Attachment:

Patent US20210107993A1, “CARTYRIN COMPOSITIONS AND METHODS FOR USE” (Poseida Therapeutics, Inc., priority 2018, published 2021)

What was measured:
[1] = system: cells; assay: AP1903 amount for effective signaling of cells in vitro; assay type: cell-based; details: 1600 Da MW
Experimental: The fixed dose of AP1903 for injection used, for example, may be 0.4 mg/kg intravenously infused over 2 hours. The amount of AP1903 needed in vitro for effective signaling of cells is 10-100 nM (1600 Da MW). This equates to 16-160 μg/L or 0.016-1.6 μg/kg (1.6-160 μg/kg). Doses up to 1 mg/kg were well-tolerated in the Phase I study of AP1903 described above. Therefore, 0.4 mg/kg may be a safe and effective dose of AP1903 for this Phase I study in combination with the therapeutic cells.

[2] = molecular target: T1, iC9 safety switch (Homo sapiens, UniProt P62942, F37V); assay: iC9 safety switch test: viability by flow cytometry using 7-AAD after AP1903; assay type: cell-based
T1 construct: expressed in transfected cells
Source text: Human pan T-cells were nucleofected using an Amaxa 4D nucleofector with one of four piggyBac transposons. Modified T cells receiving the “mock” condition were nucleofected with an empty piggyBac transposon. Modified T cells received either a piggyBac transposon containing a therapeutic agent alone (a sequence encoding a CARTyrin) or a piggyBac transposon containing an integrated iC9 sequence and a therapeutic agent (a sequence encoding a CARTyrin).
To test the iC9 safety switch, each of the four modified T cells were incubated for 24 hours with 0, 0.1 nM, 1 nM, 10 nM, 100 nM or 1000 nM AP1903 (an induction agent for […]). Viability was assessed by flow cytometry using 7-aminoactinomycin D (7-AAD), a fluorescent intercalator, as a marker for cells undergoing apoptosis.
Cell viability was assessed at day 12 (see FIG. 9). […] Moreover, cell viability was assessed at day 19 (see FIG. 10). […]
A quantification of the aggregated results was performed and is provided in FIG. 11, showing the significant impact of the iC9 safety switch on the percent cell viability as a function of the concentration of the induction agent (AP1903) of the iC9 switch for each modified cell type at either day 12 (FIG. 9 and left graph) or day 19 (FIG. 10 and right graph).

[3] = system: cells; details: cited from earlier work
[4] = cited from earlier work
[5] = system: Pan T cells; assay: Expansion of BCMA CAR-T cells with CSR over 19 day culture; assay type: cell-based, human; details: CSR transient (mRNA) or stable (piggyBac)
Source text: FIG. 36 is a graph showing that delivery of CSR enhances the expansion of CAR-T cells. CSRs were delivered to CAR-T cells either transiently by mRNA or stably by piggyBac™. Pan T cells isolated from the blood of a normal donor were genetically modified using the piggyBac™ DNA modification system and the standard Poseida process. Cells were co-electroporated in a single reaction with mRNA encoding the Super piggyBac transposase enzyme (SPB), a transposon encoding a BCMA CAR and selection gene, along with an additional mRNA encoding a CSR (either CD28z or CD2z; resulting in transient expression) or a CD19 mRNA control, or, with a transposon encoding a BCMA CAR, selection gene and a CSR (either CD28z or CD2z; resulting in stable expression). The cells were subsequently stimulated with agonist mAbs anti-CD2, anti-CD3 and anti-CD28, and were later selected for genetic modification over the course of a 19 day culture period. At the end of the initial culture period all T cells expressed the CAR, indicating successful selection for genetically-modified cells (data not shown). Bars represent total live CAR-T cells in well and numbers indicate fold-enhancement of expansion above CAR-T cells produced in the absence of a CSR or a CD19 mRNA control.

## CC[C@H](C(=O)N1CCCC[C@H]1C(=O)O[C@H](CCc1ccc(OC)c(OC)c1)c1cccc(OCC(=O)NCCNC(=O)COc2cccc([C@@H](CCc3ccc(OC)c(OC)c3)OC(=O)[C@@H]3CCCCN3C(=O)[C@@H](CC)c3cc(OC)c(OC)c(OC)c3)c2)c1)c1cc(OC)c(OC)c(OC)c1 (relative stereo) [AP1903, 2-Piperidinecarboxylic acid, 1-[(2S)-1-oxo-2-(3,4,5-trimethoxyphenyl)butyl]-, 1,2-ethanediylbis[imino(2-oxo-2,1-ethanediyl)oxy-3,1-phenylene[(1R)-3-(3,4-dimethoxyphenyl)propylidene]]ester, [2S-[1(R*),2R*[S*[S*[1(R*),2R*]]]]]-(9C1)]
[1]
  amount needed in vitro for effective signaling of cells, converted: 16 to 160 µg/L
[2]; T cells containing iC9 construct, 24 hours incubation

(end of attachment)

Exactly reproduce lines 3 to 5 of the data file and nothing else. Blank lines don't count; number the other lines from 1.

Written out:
[1] = system: cells; assay: AP1903 amount for effective signaling of cells in vitro; assay type: cell-based; details: 1600 Da MW
Experimental: The fixed dose of AP1903 for injection used, for example, may be 0.4 mg/kg intravenously infused over 2 hours. The amount of AP1903 needed in vitro for effective signaling of cells is 10-100 nM (1600 Da MW). This equates to 16-160 μg/L or 0.016-1.6 μg/kg (1.6-160 μg/kg). Doses up to 1 mg/kg were well-tolerated in the Phase I study of AP1903 described above. Therefore, 0.4 mg/kg may be a safe and effective dose of AP1903 for this Phase I study in combination with the therapeutic cells.

[2] = molecular target: T1, iC9 safety switch (Homo sapiens, UniProt P62942, F37V); assay: iC9 safety switch test: viability by flow cytometry using 7-AAD after AP1903; assay type: cell-based